Grow your own attachment: gardening as a co-occupation to optimize the health and well-being of parents and their children with physical disabilities
Wakasa, Kelsey M.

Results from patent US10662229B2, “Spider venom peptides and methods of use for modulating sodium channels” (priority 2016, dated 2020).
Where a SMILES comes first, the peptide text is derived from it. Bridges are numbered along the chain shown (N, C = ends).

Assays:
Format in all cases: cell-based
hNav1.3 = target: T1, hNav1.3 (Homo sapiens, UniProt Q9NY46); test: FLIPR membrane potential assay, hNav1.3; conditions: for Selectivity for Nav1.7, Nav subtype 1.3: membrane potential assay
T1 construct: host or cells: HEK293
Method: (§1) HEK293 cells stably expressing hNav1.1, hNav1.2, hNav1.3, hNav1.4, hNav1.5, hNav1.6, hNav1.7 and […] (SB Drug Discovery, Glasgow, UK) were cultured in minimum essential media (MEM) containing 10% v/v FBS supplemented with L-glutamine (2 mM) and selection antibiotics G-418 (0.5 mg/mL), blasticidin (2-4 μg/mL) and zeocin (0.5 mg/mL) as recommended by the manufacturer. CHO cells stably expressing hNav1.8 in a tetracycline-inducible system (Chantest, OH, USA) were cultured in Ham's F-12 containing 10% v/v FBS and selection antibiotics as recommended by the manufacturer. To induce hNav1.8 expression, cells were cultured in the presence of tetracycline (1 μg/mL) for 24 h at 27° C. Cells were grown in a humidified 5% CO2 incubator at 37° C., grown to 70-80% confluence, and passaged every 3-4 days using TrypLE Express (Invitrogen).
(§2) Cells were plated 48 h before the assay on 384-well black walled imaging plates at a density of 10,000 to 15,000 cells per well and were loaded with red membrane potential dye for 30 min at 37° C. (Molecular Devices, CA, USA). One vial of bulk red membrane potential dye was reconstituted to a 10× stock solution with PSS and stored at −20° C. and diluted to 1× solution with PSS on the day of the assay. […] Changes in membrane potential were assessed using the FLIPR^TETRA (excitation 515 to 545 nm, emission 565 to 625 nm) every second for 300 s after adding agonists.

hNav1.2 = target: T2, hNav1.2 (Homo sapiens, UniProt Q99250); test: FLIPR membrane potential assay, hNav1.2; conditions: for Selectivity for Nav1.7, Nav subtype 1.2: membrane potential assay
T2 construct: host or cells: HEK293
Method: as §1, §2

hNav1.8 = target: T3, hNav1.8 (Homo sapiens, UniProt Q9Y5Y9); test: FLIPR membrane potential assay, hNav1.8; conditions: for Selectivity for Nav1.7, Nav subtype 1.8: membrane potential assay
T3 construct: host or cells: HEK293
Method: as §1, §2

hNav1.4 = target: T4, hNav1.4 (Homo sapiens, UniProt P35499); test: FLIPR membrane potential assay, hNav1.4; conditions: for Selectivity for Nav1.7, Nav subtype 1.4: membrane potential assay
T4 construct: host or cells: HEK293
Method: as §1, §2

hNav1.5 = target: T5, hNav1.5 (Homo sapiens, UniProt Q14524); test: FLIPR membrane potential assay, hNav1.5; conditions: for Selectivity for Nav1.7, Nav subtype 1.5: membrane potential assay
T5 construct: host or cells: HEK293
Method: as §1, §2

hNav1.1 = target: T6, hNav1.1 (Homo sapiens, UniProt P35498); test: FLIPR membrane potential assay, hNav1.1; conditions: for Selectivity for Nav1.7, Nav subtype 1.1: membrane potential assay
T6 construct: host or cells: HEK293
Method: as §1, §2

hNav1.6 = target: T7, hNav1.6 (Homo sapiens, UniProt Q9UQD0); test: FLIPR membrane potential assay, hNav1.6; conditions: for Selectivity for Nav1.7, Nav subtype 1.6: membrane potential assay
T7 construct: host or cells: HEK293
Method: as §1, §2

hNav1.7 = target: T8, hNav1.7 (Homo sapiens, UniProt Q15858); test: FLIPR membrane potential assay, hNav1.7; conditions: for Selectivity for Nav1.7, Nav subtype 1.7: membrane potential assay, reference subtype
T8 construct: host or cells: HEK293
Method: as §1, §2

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Grow Your Own Attachment: Gardening as a Co-Occupation to Optimize the Health and Well-Being of Parents and their Children with Physical Disabilities is a program created by an occupational therapist to address the problem of a disrupted parent-child attachment. It is a theory-guided and evidence-based program specifically designed for implementation at Claremont Medical Therapy Unit (MTU), a subunit of Los Angeles County, California Children’s Services (CCS). The Attachment Theory informs a child’s development, growth, and maturity as a result of a secure or insecure attachment with a parent; while the Theory of Planned Behavior (TPB) informs the relationship between health behaviors and an individual’s beliefs, values, and perspectives of such (Bretherton, 2014; Rimer et al., 2005). After a thorough literature review, the health and wellness of parents and their children with physical disabilities were further explored; as well as the meaningful time spent between the parent and child, known as co-occupations. Gardening was found to facilitate physical and psychological health-promoting behaviors. It served as a means to foster stress management and coping skills through the engagement and appreciation of occupations (Eriksson et al., 2011; Greenleaf et al., 2014; Joyce & Warren, 2016, Swank & Shin, 2015a). It also improved children’s exposure, education, recognition, and trailing of fruits and vegetables (Hutchinson et al., 2015; Morgan et al., 2010; Parmer et al., 2009; Spears-Lanoix et al., 2015). Grow Your Own Attachment uses gardening as a means to repair the relationship between parents and their children with physical disabilities by addressing: 1) the child’s nutritional health, self-esteem, and self-efficacy through active participation and engagement in the occupation of gardening, 2) the parent’s coping skills and stress management through the restorative and health-promoting occupation of gardening, and 3) the quality of the time spent between the parent and child through shared experiences in the meaningful co-occupation of gardening. The program evaluation is a one-group quasi-experimental fixed effects research design with the use of qualitative and quantitative data (Newcomer, Hatry, & Wholey, 2015). Open-ended survey questions, semi-structured interviews, child’s weight and body mass index, Likert scales, and parent and child reports of time spent during co-occupations will be tracked pre-, during, and one-month, three-months, six-months, and one-year post-intervention. For the specific site, program and dissemination costs are minimal as the budget is embedded into the pre-existing program. The outcomes will be used to reflect upon current service delivery to enhance family-centered care, utilization of resources, and advocacy and promotion of occupational therapy and CCS.